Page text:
Hey Taylor, have you been climbing with the same partner or group of people since you started climbing? for me knowing that I had a good trustworthy friend who I know could catch a fall (both on TR and lead) helped me overcome my fear. Motivation to climb a specific route really helped me as well, if I REALLY wanted to climb something I would try it (at least on TR). I really think the key to overcoming a fear of heights is to slowly desensitize yourself and keep each experience where you confront your fear positive. You should probably start addressing your fear of falling and heights by top rope climbing first, I don't think you should attempt leading until top roping and falling on top rope are commonplace and there isn't any fear associated with it.

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By George Bell
From Boulder, CO
Nov 18, 2011
Hip trouble ...
My surprising recommendation is to go aid climbing. This helped my fear of falling and fear of heights more than anything else. Your mind will learn to trust placements, because you are actually standing on them. For me, my mind would never really trust that the rope and gear were going to hold if I fell. In aid climbing you have to rely 100% on your gear and ropes. If you lead aid climbing it may help a lot (did for me, anyway).

If you do an easy multi-pitch aid route, like in Yosemite, it may really help your fear of heights. Again you learn to trust the gear. If you start freaking out you just take a few breaths and notice you are clipped into a nice fat bolt. You have to take it in steps, though. Aiding the Leaning Tower can freak anyone out who has heights issues.

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By Jake Jones
From Richmond, VA
Nov 18, 2011
Me and the offspring walking back to the car after...
Taylor Jenkins wrote:
I've been climbing since 2003 and struggling with a very strong fear of heights and a fear of falling, which I've been working to overcome more aggressively in recent weeks. I say I have a fear of heights in addition to the fear of falling because I experience fear when top-roping, climbing ladders, standing on tall buildings, etc. Steeper terrain tends to frighten me more, despite its relatively safer falls. Here's how I've been trying to tackle this: -Reading forum posts for advice and stories. -I've recently begun reading The Rock Warrior's Way and implementing its suggestions. I've found positive self-talk while climbing to be very beneficial. -I took a falling class at my local gym, which I was not able to complete. I took several falls with the bolt at eye level but I was not able to climb to a sufficiently high bolt to practice larger falls. Without fail, I would cruise the first three clips and panic trying to climb past the third. Here's my plan of action, for now: I am going to take as many falls at eye level as I can. If I have to do it 100 times, I'll do it 100 times. Then, and only then, I'll move on to falls with the bolt at waist level. Long term goal: I trad lead 5.5 and below, but only very short single pitch climbs where the climbing is easy and there's very little height involved. My wife and I are making it a goal to train for some easy multipitch at Seneca in the Spring. Dealing with the exposure is the goal. Did anyone, like me, struggle with a much stronger than average level of fear? Were you able to overcome it? Do you have any stories or tips to share?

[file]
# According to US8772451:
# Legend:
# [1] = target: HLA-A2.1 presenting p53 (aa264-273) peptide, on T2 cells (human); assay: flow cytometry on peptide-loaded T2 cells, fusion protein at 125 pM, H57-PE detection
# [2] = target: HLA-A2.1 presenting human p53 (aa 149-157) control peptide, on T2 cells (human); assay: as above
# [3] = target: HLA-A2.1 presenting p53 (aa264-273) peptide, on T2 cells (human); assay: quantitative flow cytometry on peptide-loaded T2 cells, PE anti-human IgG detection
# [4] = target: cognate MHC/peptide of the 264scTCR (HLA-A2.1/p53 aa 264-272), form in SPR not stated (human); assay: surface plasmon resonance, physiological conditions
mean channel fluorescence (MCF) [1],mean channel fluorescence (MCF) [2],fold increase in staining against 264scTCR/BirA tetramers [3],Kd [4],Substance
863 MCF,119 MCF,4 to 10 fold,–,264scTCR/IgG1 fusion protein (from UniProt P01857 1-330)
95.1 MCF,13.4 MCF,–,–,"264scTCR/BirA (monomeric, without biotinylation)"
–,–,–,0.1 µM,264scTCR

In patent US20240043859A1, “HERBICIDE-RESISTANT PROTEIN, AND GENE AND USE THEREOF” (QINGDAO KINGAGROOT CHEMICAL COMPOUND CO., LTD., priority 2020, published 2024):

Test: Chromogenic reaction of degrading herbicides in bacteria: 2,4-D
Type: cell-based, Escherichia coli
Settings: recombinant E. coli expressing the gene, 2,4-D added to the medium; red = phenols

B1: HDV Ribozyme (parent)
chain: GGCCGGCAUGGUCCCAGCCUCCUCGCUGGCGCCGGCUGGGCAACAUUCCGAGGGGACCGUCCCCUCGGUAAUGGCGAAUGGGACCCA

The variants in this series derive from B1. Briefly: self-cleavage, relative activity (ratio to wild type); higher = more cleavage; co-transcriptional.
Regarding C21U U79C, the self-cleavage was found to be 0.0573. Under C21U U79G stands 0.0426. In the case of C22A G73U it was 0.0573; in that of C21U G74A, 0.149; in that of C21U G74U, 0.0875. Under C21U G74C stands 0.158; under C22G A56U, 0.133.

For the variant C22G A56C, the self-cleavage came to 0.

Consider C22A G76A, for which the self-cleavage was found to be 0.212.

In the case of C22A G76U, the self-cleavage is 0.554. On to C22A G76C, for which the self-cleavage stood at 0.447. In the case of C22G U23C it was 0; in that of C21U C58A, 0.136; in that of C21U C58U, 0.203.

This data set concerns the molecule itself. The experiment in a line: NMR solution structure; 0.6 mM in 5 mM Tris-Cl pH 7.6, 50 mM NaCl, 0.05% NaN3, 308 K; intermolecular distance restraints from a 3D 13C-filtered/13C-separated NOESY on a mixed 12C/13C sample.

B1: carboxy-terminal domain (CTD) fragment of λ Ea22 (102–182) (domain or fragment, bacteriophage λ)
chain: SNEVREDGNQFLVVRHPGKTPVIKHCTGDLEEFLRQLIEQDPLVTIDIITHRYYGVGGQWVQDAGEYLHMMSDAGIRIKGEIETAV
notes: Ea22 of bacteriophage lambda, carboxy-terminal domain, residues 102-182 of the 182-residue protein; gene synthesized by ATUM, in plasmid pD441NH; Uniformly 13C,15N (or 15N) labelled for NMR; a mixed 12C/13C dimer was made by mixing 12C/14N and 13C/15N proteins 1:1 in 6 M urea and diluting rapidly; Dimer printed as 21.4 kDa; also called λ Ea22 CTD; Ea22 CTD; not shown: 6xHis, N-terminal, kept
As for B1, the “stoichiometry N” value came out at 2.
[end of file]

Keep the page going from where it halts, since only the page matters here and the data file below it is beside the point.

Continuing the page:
Yes, I've had that strong fear, and I'm still working through it. I could give you stories or tips, but that's not going to do much good, because the root causes and catalysts for this type of overpowering fear are different for everyone. There is no standard solution, as usually this type of fear is imbedded in you at an earlier age from some incident that occurred; most of the time the incident cannot be recalled, and only the fear remains. This isn't always the case, but it is fairly prevalent among acrophobia sufferers.